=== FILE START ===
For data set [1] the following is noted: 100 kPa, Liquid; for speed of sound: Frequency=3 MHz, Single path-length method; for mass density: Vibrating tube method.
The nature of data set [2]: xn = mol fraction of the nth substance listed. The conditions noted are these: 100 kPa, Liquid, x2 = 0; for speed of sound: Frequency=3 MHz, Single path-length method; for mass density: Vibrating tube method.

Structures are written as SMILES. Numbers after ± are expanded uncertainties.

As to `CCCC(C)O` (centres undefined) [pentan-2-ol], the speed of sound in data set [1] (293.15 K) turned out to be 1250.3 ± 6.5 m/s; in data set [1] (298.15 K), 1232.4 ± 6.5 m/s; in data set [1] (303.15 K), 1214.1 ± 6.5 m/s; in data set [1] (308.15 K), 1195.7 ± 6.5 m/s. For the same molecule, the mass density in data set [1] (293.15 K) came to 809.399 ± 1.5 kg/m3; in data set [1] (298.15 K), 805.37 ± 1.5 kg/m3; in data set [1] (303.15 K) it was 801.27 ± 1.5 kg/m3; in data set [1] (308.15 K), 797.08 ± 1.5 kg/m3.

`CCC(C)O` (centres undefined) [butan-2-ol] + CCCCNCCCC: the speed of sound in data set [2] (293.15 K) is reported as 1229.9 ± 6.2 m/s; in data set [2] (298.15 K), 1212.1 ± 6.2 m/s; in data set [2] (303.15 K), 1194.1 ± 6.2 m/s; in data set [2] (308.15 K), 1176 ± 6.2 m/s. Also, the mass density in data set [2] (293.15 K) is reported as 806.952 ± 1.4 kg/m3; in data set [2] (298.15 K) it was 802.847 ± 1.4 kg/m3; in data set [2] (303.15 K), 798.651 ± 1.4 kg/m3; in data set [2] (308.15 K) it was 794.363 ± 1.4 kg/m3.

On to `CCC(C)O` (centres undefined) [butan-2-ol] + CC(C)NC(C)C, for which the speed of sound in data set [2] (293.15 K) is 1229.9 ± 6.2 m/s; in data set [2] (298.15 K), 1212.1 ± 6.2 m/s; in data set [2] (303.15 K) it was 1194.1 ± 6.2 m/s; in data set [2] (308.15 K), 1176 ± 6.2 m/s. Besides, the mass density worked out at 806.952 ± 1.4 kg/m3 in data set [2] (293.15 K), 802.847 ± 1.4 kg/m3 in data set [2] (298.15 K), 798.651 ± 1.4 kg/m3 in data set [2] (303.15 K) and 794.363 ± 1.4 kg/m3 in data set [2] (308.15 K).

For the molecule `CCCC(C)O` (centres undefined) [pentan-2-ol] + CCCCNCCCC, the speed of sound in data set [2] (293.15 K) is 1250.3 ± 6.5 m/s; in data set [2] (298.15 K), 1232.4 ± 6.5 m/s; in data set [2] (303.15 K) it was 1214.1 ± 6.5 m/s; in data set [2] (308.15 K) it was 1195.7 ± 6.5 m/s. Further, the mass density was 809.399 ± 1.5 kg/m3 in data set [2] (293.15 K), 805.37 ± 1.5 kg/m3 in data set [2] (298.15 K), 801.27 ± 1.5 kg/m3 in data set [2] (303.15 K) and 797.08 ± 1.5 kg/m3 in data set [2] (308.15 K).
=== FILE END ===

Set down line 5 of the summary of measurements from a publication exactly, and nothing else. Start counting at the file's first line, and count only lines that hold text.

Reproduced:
`CCC(C)O` (centres undefined) [butan-2-ol] + CCCCNCCCC: the speed of sound in data set [2] (293.15 K) is reported as 1229.9 ± 6.2 m/s; in data set [2] (298.15 K), 1212.1 ± 6.2 m/s; in data set [2] (303.15 K), 1194.1 ± 6.2 m/s; in data set [2] (308.15 K), 1176 ± 6.2 m/s. Also, the mass density in data set [2] (293.15 K) is reported as 806.952 ± 1.4 kg/m3; in data set [2] (298.15 K) it was 802.847 ± 1.4 kg/m3; in data set [2] (303.15 K), 798.651 ± 1.4 kg/m3; in data set [2] (308.15 K) it was 794.363 ± 1.4 kg/m3.